Tuesday, January 22, 2019

Differences in pronunciation: Better felt than seen or heard?

This feels like a "bigger" study, maybe even a new movement! (Speaking of new "movements", be sure to sign on for the February haptic webinars by the end of the month!)

There are any number of studies in various fields exploring the impact of racial, age or ethnic "physical presence" (what you look like) on perception of accent or intelligibility. In effect, what you see is what you "get!" Visual will often override audio, what the learner actually sounds like. Actually, that may be a good thing at times . . .

Haptic pronunciation teaching and similar movement-based methods use visual-signalling techniques, such as gesture, to communicate with learners concerning status of sounds, words and phrases. Exactly how that works has always been a question.

Research by Collegio, Nah, Scotti and Shomstein of George Washington University, summarized by Neurosciencenews.com“Attention scales according to inferred real-world object size", points to something of the underlying mechanism involved: perception of relative object size. The study compared subjects' reaction or processing time when attempting to identify the relative size of objects (as opposed to the size of the image of the object presented on the screen). What they discovered is that, regardless of the size of the images on the screen, the objects that were in reality larger consistently occupied more processing time or attention.

In other words, the brain accesses a spatial model or template of the object, not just the size of the visual image itself in "deciding" if it is bigger than an adjacent object in the visual field. A key element of that process is the longer processing time tied to the actual size of the object.

 How does this relate to gesture-based pronunciation teaching? In a couple of ways potentially. If students have "simply" seen the gestures provided by instructors (e.g., Chan, 2018) and, for example, in effect have just been commanded to make some kind of adjustment, that is one thing.The gesture is, in essence, a mnemonic, a symbol, similar to a grapheme, a letter. The same applies to such superficial signalling systems such as color, numbers or finger contortions.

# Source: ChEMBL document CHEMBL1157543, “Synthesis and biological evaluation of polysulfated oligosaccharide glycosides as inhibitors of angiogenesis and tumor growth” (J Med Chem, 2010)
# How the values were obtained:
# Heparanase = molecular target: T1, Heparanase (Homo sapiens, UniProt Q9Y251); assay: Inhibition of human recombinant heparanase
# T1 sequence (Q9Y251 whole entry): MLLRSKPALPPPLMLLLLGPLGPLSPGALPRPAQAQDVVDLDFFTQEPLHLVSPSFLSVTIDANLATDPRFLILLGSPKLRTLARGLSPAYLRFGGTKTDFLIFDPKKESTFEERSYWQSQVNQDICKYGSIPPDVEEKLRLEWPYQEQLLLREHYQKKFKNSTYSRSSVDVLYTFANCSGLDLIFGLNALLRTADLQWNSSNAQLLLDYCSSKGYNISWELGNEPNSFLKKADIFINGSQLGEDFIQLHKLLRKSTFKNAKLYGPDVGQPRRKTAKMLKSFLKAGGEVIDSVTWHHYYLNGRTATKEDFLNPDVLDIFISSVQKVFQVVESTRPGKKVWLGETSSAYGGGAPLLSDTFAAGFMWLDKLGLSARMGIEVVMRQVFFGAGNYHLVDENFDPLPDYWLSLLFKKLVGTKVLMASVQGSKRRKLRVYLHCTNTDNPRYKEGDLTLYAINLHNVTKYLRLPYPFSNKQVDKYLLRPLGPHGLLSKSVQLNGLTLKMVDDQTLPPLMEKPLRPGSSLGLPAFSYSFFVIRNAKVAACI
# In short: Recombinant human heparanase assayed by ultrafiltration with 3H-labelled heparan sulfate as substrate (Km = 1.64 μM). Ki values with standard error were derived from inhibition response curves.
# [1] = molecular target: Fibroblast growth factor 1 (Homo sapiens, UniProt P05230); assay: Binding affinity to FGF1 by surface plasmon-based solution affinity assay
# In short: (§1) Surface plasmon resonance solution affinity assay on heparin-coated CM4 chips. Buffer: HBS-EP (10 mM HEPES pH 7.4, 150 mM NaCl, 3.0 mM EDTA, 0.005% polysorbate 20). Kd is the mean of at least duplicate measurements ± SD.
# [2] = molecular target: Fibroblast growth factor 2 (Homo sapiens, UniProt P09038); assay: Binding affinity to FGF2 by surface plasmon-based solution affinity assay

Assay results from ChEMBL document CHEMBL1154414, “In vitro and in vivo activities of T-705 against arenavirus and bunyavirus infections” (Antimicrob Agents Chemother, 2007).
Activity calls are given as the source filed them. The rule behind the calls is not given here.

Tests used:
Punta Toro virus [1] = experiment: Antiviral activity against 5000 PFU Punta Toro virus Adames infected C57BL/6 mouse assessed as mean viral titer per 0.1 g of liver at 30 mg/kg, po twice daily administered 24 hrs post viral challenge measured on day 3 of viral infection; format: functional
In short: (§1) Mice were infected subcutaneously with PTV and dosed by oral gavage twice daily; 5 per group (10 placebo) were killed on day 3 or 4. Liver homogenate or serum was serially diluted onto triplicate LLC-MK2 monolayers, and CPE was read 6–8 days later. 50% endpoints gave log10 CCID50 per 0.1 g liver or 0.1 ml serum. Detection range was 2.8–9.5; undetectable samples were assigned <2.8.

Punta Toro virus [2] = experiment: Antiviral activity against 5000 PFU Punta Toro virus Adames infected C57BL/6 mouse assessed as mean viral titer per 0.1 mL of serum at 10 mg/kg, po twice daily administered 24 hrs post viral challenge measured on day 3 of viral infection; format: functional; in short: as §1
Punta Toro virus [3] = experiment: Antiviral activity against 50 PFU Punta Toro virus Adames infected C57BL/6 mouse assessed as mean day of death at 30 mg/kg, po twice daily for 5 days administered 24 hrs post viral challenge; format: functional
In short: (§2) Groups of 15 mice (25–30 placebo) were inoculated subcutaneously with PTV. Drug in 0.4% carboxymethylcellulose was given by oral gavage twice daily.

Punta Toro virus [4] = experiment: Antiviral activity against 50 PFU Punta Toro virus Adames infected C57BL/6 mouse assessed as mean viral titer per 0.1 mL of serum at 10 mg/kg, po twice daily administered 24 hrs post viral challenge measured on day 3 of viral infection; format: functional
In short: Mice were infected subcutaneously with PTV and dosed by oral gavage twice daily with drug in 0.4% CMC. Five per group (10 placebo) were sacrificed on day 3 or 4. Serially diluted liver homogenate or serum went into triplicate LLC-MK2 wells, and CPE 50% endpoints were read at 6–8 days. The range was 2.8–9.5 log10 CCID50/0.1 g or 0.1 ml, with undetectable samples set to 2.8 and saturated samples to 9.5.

If, on the other hand, the learner has been initially trained in using or experiencing the sign, itself, as in sign language, there is a different embodied referent or mapping, one of experienced physical action across space.

In haptic work, adjacent sounds in the conceptual and visual field are first embodied experientially. Students are briefly trained in using three different gesture types, distinctive lengths and speeds, accompanied by three distinctive types of touch. In initial instruction, students do exercises where they experience physically combinations of those different parameters as they say the sounds, etc.

For example, the contrastive, gestural patterns (done as the sound is articulated) for  [I], [i], [i:],and [iy] are progressively longer and more complex: (See linked video models.)
a. Lax vowels, e.g., [I] ("it')- Middle finger of the left hand quickly and lightly taps the palm of the right hand.
b. Tense vowels, e.g., [i] ("happy")- Left hand and right hands touch lightly with finger tips momentarily.
c. Vowel before voiced consonant, e.g., [i:] ("dean") - Left hand pushes right hand, with palms touching, firmly 5 centimeters to the right.
d. Tense vowel, plus off glide, e.g., [iy] ("see") - Finger nails of the left hand drag across the palm of the right hand  and, staying in contact then slide up about 10 centimeters and pause.

The same principle applies to most sets of contrastive structures and processes, such as intonation, rhythm and consonants. See what I mean, why embodied gesture for signalling pronunciation differences is much more effective? If not, go here, do a few haptic pedagogical movement patterns (PMPs) just to get the feel of them and then reconsider!

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